How adept am I at listening to my bodies signals- extremely! How adept am I at ignoring those signals- perfection when I want to!

    Take this back injury. Once I started feeling the sciatica the first time I switched from running to walking and concentrated on strengthening core muscles. In two months I was pain free and my primary care gave me the go ahead to run. After my first day running I noticed my back was “twingy” (I like making up words). I decided I NEEDED to run so I did- two more times. Then my fourth run back I had to stop after 1/4 of a mile because my back hurt so badly. The rest of the story is on my blog LOL.

    Anyways, even though I feel my back with every step I take on my walks it is SOOOO hard not to start running. My mind wants to run, my body can’t without risking even FURTHER injury. The most frustrating part- no one can give me an answer on when or even IF I can start running again.
    Jayna @ Healthy Living Bites recently posted..Breakfasts- Birthdays- and Bengals

    Reply

    • Ashley @ Nourishing the Soul
      4 years ago

      Reading about your back pain makes me literally wince! I’m glad that you’ve been taking it more slowly recently. Your point about your mind and body debating is an interesting one! I hope that one day you are able to do what you love – whether it’s running or other movement.

      Reply

  4. Katie
    4 years ago

    It’s funny you posted this today of all days. I am training for a 5K (granted it’s not a marathon or even a half, but it’s a goal of mine I haven’t reached in a long time) and am using the “From the Couch to a 5k” program which has you running 3 times a week. I didn’t think I would be able to do it at all and thought even less how going only 3 days a week could possibly make me ready, but I have felt stronger and stronger every time I’m out.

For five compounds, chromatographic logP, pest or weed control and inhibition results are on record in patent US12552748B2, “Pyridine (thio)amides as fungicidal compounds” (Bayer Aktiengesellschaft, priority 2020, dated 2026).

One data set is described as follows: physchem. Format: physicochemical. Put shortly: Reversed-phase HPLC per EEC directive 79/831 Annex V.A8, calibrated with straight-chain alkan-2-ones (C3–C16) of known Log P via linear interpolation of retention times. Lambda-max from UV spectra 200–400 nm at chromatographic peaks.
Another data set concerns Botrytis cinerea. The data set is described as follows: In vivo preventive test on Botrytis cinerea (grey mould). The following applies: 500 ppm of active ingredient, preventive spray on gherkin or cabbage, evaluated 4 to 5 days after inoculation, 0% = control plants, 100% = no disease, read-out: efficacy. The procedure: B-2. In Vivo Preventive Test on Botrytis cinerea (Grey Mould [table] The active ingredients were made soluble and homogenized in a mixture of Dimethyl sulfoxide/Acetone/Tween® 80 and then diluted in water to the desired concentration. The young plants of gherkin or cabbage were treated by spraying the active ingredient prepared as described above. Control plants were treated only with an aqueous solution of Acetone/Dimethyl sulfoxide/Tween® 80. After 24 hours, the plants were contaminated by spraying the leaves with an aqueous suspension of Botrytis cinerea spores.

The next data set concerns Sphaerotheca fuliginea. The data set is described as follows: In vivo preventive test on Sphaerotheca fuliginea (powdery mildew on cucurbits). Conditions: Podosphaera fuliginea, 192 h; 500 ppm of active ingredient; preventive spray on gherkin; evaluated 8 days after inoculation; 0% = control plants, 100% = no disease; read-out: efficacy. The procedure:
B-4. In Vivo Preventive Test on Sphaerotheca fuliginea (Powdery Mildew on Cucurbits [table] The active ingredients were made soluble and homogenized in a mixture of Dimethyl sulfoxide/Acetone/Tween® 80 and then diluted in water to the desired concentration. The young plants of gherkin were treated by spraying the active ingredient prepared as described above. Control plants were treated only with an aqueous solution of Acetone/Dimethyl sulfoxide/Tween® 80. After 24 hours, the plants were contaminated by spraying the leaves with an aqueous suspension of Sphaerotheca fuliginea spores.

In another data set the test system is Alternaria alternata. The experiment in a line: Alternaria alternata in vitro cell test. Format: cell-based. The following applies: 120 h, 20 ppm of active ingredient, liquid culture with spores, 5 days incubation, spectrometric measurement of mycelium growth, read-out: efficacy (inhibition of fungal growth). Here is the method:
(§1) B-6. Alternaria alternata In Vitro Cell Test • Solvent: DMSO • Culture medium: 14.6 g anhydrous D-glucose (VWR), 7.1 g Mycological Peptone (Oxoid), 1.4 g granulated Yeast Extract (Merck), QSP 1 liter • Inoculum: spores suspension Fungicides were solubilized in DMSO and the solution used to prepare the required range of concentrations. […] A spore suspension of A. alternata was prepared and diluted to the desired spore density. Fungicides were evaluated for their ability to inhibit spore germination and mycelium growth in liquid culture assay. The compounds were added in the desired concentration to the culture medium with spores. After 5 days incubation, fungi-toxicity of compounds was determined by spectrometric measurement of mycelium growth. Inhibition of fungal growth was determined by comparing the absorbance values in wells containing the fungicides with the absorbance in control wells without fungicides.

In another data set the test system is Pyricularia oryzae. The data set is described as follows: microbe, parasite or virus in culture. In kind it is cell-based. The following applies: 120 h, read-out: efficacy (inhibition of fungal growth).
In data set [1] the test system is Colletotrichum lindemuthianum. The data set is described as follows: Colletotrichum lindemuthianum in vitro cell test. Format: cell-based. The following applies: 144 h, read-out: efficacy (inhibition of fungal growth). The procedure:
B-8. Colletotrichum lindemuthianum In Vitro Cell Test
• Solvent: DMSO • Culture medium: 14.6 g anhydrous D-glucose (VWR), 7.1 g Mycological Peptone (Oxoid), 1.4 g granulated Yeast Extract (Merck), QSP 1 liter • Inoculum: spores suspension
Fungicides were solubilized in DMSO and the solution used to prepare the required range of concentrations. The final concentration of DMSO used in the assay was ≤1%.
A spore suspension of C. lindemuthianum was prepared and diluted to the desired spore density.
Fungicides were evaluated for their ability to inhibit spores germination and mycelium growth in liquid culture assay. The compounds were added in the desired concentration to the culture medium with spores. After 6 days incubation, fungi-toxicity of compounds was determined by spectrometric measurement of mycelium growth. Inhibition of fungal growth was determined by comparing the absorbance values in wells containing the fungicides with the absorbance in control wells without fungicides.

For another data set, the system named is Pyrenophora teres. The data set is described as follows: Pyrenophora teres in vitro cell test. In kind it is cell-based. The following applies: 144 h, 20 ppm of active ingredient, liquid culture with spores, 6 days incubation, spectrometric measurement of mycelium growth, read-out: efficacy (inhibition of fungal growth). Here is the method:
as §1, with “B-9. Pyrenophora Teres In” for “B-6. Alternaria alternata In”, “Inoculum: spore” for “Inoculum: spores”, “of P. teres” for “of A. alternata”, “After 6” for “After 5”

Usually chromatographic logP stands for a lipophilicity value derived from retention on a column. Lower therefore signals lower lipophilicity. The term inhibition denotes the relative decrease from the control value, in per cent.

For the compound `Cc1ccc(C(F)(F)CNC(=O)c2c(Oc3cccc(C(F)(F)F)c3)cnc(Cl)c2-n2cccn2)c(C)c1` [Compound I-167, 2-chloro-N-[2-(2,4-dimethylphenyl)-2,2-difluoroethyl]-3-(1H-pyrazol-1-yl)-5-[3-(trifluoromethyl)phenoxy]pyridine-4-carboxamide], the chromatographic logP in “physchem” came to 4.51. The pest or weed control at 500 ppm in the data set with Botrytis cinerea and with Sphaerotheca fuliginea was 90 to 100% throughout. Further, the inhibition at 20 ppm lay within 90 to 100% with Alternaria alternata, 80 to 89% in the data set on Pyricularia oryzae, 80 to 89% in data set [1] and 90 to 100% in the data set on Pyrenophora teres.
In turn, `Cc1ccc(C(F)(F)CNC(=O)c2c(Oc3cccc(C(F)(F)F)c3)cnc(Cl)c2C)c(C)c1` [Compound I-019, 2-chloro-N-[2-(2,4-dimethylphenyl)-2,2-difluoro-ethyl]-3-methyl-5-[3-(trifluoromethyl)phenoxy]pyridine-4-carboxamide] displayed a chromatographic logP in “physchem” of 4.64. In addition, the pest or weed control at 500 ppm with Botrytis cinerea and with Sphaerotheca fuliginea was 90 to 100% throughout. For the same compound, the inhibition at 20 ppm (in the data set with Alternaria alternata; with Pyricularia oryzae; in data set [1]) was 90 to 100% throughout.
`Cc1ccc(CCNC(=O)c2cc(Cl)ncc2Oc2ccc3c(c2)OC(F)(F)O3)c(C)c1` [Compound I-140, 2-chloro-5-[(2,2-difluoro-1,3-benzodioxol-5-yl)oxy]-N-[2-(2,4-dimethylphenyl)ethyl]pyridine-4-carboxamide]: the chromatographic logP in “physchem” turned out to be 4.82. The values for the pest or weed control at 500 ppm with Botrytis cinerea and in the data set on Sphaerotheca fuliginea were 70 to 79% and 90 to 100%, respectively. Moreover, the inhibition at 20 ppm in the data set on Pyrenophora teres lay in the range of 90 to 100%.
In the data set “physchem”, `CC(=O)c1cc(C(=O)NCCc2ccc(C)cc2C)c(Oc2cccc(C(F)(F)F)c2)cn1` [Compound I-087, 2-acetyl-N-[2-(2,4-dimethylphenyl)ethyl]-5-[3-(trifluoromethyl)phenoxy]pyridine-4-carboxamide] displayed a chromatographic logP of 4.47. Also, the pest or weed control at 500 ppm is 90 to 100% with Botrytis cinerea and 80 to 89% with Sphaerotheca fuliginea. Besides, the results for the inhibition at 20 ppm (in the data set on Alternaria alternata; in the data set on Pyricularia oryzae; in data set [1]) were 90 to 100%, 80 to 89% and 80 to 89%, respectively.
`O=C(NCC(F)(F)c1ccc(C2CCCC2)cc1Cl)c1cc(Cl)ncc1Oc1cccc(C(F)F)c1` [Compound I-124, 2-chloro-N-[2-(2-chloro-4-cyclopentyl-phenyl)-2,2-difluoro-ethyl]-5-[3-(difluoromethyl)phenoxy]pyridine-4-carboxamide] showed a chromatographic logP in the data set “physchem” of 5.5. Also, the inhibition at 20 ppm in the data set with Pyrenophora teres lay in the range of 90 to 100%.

As I was ready to go (setting the alarm I mean) to get up and go this morning, my body was telling me to sleep… it needed the rest. Although I now will need to “reschedule,” I know my body wouldn’t have been worse off all day today without the extra sleep.

    Reply

    • Ashley @ Nourishing the Soul
      4 years ago

      Hey, a 5k is a big deal! And I’m glad to hear that you listened to your body yelling at you to sleep!

      Reply

  5. Justin
    4 years ago

    Taking rest days is very difficult for me when it is not a “scheduled” rest day. I put a lot of trust in my training program, so the thought of changing things up, especially this close to the marathon, really scares me. But I think you bring up a good point, once again, about listening to your body and understanding what it really needs. I wish you had posted this yesterday so I would have felt OK about pushing my run a day… I think I really could have used another day to recover after my long run.

    Reply

  6. Margarita Tartakovsky
    4 years ago

    Great post, Ashley! One of my fave parts is the picture of your adorable kitty!! :) I appreciate you educating us about active and passive rest, too. I’ve been wanting to start running for a while now (I used to a bit here and there and enjoyed it) but I’m not that well-versed about training. I love your emphasis on listening to our bodies. So key! I’ll definitely keep this in mind when I’m running (i.e., walking and jogging verrryyy sloooowwwlllyyy…hehe).
    Margarita Tartakovsky recently posted..Writing a Body Image Memoir

    Reply

    • Ashley @ Nourishing the Soul
      4 years ago

      I’m excited that you want to start running! I’m happy to help if I can on the training piece. I’m not an expert, but I’ve learned a lot in the past few years!

      Reply

  7. Elizabeth Jarrard
    4 years ago

    great post once again! i firmly believe in the power of rest!!

    Reply